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Monday, October 25, 2021

The comments are here. School is open. Some parents still torment

by Tali Arbel

PHOENIX (AP) — Eight days into the school year, all five of Amber Sessack’s daughters, ages 4 to 10, tested positive for COVID-19.

All of them getting sick together and worrying about the long-term repercussions as other parents at their school, and even their own mother downplayed the virus, “broke something inside me, Sesack said.

“Anxiety and stress have been bottled up,” she said. “It just felt like, I don’t know, beat up and made me feel so helpless.”

Like parents everywhere, Sessack has been battling the stress of the pandemic for more than the past 18 months.

The disease is exhausting to worry about – made worse by the spread of the more contagious delta variant, especially among those who refuse vaccination, leading to a large increase in infections among children.

Online school disrupted children’s education and parents’ work. Then this year the return of in-person school led to increased exposure and community tensions as parents battled over proper protocol. The politicization of masks, vaccines and bandhs has exhausted many parents. It can be difficult for children to decide what is okay to do and what is not.

“Parents are exhausted on a level we haven’t seen before,” said Amanda Zelechowski, a Northwest psychology professor at Purdue University who co-founded the website and nonprofit Epidemic Parenting. “We’ve been in existence for a year and a half and it’s relentless.”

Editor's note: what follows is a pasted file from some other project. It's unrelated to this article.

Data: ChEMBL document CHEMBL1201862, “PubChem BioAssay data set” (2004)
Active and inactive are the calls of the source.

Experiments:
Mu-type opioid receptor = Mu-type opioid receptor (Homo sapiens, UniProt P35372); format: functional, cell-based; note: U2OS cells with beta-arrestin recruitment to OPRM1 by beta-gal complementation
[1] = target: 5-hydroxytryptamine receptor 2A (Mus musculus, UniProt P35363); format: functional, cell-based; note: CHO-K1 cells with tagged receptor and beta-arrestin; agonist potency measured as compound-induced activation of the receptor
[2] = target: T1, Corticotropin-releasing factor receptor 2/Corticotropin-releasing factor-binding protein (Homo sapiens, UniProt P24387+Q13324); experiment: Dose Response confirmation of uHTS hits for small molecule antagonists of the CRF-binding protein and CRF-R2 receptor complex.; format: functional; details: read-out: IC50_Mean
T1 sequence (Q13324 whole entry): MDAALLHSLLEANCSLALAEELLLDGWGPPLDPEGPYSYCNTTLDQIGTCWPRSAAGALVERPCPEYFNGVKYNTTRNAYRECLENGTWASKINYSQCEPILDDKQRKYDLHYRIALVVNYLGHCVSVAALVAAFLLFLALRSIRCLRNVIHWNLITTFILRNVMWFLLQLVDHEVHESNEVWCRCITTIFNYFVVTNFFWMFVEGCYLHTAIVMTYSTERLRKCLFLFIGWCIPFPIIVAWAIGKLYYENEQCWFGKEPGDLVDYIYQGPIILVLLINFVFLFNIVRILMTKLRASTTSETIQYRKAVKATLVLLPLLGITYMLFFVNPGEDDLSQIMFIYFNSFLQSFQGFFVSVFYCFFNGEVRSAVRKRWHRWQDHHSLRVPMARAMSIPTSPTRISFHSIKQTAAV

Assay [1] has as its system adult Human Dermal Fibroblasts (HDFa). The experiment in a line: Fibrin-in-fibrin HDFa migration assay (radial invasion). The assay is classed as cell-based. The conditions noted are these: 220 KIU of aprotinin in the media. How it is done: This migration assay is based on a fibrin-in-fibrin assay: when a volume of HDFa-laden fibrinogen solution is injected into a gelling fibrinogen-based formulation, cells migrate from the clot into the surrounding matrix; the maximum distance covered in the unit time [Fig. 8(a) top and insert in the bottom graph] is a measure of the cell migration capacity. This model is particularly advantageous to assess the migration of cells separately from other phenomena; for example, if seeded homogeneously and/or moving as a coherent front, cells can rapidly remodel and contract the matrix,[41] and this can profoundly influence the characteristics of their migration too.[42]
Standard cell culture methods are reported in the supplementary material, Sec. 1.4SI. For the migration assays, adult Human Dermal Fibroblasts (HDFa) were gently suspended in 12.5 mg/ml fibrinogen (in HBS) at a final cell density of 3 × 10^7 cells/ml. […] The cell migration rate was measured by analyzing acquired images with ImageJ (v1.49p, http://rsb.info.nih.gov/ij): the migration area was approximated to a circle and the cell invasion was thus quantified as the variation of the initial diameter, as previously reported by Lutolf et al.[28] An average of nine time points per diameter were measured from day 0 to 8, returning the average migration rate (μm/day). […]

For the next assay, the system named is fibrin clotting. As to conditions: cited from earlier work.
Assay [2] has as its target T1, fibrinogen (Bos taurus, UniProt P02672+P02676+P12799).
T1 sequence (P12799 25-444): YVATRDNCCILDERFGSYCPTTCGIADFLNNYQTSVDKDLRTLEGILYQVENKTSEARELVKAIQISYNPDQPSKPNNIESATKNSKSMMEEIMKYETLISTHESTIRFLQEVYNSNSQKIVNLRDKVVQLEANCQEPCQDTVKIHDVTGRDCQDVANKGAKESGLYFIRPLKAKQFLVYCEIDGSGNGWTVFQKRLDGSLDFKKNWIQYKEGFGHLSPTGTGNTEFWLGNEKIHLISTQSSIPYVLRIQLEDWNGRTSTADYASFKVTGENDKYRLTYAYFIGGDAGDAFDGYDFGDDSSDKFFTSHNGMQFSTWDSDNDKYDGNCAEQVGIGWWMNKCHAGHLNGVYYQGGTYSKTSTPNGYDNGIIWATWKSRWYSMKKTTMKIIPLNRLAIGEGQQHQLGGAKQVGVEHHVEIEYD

For many people, schools are a constant concern. There is evidence that masks in schools help reduce the spread of the virus, and most Americans support the need for masks for students and teachers. But it breaks fast along partisan lines. Some Republican governors have tried to ban the mask mandate. District policies on masks, testing and quarantining vary widely. Soon after schools reopened in August, the rate of coronavirus infections forced dozens of districts to withdraw from in-person learning.

Charter school Sessack’s four older daughters go to in Austin, Texas, the suburbs no longer require masks. Her children, who are too young to be vaccinated, told her they were among only a handful of children in their classes to wear masks. But as soon as they recovered, he sent them back to school.

“It doesn’t get better anywhere else,” she said. “All moms, we’re stuck in this situation. There’s nothing we can do.”

According to the American Academy of Pediatrics, more than 5.5 million children in the U.S. have tested positive for COVID-19, accounting for 20% of all incoming children since the start of this school year. Children have a low risk of serious illness or death, but at least 498 have died.

Vaccines are available for children 12 years of age through May, but vaccination rates lag behind adults. Federal data shows that half of 16- and 17-year-olds are vaccinated, compared to 43% of 12- to 15-year-olds who are vaccinated; Two-thirds of American adults are vaccinated.

And while a vaccine is expected for young children before the end of the year, they remain more vulnerable. Many parents feel lost in how to protect themselves. “You still had parents struggling with decisions, and what was safe for my family, and feeling left behind or invisible as other sections of society were able to move forward,” Zelechowski said.

More than a million students dropped out of US public schools in the 2020 school year, which was marked by widespread remote classes. It is not yet clear what has happened this academic year, but the tussle over the mask mandate has prompted some parents to opt for the alternative.

Sheela Kochi, a single mother who is still battling health issues after being diagnosed with COVID-19 in February, launched an online program as well as classes for her 10- and 14-year-olds at home for 10 hours a week. Paying a teacher for She also works from home in Fernandina Beach, Florida, north of Jacksonville.